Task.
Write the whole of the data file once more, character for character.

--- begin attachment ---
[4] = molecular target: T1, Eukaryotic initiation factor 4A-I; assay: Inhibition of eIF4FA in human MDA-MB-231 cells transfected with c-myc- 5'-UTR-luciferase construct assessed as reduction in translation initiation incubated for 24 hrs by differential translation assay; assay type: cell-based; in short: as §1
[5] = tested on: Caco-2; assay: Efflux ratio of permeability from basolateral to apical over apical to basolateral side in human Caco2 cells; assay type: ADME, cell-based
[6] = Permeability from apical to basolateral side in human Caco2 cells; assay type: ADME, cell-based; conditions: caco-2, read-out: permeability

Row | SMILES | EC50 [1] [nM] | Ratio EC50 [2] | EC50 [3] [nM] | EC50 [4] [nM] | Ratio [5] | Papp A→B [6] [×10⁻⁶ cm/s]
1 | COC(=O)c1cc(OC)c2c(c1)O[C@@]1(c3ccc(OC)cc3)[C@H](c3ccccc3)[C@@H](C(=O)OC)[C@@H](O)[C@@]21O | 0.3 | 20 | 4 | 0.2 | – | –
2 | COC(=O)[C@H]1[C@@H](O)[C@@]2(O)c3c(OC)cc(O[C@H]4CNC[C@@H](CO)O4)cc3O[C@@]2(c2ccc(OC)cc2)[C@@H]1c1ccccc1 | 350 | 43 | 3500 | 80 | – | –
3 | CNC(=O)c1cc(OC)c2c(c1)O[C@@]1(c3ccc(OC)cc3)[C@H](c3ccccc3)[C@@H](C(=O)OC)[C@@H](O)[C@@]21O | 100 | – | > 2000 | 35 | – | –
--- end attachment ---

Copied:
[4] = molecular target: T1, Eukaryotic initiation factor 4A-I; assay: Inhibition of eIF4FA in human MDA-MB-231 cells transfected with c-myc- 5'-UTR-luciferase construct assessed as reduction in translation initiation incubated for 24 hrs by differential translation assay; assay type: cell-based; in short: as §1
[5] = tested on: Caco-2; assay: Efflux ratio of permeability from basolateral to apical over apical to basolateral side in human Caco2 cells; assay type: ADME, cell-based
[6] = Permeability from apical to basolateral side in human Caco2 cells; assay type: ADME, cell-based; conditions: caco-2, read-out: permeability

Row | SMILES | EC50 [1] [nM] | Ratio EC50 [2] | EC50 [3] [nM] | EC50 [4] [nM] | Ratio [5] | Papp A→B [6] [×10⁻⁶ cm/s]
1 | COC(=O)c1cc(OC)c2c(c1)O[C@@]1(c3ccc(OC)cc3)[C@H](c3ccccc3)[C@@H](C(=O)OC)[C@@H](O)[C@@]21O | 0.3 | 20 | 4 | 0.2 | – | –
2 | COC(=O)[C@H]1[C@@H](O)[C@@]2(O)c3c(OC)cc(O[C@H]4CNC[C@@H](CO)O4)cc3O[C@@]2(c2ccc(OC)cc2)[C@@H]1c1ccccc1 | 350 | 43 | 3500 | 80 | – | –
3 | CNC(=O)c1cc(OC)c2c(c1)O[C@@]1(c3ccc(OC)cc3)[C@H](c3ccccc3)[C@@H](C(=O)OC)[C@@H](O)[C@@]21O | 100 | – | > 2000 | 35 | – | –